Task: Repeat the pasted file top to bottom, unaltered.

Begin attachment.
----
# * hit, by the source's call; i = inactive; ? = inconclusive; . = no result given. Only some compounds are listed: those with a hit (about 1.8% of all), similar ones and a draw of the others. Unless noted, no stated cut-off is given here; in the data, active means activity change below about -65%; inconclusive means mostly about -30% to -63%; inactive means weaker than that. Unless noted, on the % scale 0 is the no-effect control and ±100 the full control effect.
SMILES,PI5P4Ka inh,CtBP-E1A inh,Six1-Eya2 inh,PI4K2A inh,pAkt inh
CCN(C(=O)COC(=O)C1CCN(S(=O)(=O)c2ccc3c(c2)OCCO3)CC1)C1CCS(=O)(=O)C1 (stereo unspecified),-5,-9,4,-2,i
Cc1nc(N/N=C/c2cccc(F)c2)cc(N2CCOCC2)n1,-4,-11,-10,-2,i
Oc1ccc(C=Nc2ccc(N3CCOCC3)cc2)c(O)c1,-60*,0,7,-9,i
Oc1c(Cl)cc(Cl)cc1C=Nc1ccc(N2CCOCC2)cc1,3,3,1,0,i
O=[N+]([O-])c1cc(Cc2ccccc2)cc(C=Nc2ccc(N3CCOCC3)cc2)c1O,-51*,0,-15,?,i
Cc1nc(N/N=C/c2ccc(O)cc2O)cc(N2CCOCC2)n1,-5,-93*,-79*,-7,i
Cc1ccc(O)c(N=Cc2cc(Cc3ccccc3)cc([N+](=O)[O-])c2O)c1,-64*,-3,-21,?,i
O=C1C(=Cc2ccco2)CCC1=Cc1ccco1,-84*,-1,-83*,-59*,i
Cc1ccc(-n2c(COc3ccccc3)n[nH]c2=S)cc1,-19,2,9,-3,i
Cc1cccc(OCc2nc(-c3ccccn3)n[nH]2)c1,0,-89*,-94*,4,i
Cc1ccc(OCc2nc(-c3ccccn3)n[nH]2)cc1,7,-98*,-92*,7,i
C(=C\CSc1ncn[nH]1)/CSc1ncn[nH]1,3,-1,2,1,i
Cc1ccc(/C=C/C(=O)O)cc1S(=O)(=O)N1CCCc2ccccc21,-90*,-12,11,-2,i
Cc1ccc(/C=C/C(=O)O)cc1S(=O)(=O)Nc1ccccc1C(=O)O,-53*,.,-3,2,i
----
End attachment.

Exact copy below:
# * hit, by the source's call; i = inactive; ? = inconclusive; . = no result given. Only some compounds are listed: those with a hit (about 1.8% of all), similar ones and a draw of the others. Unless noted, no stated cut-off is given here; in the data, active means activity change below about -65%; inconclusive means mostly about -30% to -63%; inactive means weaker than that. Unless noted, on the % scale 0 is the no-effect control and ±100 the full control effect.
SMILES,PI5P4Ka inh,CtBP-E1A inh,Six1-Eya2 inh,PI4K2A inh,pAkt inh
CCN(C(=O)COC(=O)C1CCN(S(=O)(=O)c2ccc3c(c2)OCCO3)CC1)C1CCS(=O)(=O)C1 (stereo unspecified),-5,-9,4,-2,i
Cc1nc(N/N=C/c2cccc(F)c2)cc(N2CCOCC2)n1,-4,-11,-10,-2,i
Oc1ccc(C=Nc2ccc(N3CCOCC3)cc2)c(O)c1,-60*,0,7,-9,i
Oc1c(Cl)cc(Cl)cc1C=Nc1ccc(N2CCOCC2)cc1,3,3,1,0,i
O=[N+]([O-])c1cc(Cc2ccccc2)cc(C=Nc2ccc(N3CCOCC3)cc2)c1O,-51*,0,-15,?,i
Cc1nc(N/N=C/c2ccc(O)cc2O)cc(N2CCOCC2)n1,-5,-93*,-79*,-7,i
Cc1ccc(O)c(N=Cc2cc(Cc3ccccc3)cc([N+](=O)[O-])c2O)c1,-64*,-3,-21,?,i
O=C1C(=Cc2ccco2)CCC1=Cc1ccco1,-84*,-1,-83*,-59*,i
Cc1ccc(-n2c(COc3ccccc3)n[nH]c2=S)cc1,-19,2,9,-3,i
Cc1cccc(OCc2nc(-c3ccccn3)n[nH]2)c1,0,-89*,-94*,4,i
Cc1ccc(OCc2nc(-c3ccccn3)n[nH]2)cc1,7,-98*,-92*,7,i
C(=C\CSc1ncn[nH]1)/CSc1ncn[nH]1,3,-1,2,1,i
Cc1ccc(/C=C/C(=O)O)cc1S(=O)(=O)N1CCCc2ccccc21,-90*,-12,11,-2,i
Cc1ccc(/C=C/C(=O)O)cc1S(=O)(=O)Nc1ccccc1C(=O)O,-53*,.,-3,2,i